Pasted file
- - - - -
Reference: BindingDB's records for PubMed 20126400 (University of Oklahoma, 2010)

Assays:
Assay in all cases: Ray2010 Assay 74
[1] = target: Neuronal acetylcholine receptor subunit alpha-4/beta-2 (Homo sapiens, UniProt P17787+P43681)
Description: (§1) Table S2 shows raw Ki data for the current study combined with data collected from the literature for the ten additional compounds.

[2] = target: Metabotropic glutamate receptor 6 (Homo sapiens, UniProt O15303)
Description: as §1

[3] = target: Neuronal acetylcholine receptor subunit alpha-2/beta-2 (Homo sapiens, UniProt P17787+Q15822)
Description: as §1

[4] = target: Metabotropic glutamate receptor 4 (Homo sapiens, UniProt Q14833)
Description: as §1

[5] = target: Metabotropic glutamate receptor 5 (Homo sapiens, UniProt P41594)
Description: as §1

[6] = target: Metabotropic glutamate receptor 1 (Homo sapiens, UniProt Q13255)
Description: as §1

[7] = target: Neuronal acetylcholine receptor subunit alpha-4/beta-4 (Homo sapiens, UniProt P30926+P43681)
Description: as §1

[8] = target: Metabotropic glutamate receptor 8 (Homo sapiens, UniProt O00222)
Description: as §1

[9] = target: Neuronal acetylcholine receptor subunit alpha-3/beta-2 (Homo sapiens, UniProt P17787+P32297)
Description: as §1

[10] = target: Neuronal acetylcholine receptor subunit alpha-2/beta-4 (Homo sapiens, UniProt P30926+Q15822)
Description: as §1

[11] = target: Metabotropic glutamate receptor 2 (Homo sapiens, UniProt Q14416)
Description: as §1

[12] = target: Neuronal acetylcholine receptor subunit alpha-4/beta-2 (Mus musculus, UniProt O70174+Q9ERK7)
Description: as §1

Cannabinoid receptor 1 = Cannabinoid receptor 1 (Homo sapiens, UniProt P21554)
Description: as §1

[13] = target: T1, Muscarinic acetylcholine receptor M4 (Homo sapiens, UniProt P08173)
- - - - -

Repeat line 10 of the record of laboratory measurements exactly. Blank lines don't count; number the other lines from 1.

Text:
[4] = target: Metabotropic glutamate receptor 4 (Homo sapiens, UniProt Q14833)